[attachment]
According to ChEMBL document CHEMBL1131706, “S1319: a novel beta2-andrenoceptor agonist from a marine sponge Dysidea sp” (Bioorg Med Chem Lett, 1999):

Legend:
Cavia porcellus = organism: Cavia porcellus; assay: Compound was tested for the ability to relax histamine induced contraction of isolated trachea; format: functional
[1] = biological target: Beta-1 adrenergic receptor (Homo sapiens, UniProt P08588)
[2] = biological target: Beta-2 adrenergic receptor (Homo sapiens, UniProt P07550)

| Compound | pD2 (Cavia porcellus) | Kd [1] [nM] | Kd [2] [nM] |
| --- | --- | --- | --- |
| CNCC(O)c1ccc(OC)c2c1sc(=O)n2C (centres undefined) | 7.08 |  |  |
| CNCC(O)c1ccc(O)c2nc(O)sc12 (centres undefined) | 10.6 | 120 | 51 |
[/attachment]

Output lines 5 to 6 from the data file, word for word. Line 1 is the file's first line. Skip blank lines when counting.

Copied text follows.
[2] = biological target: Beta-2 adrenergic receptor (Homo sapiens, UniProt P07550)

| Compound | pD2 (Cavia porcellus) | Kd [1] [nM] | Kd [2] [nM] |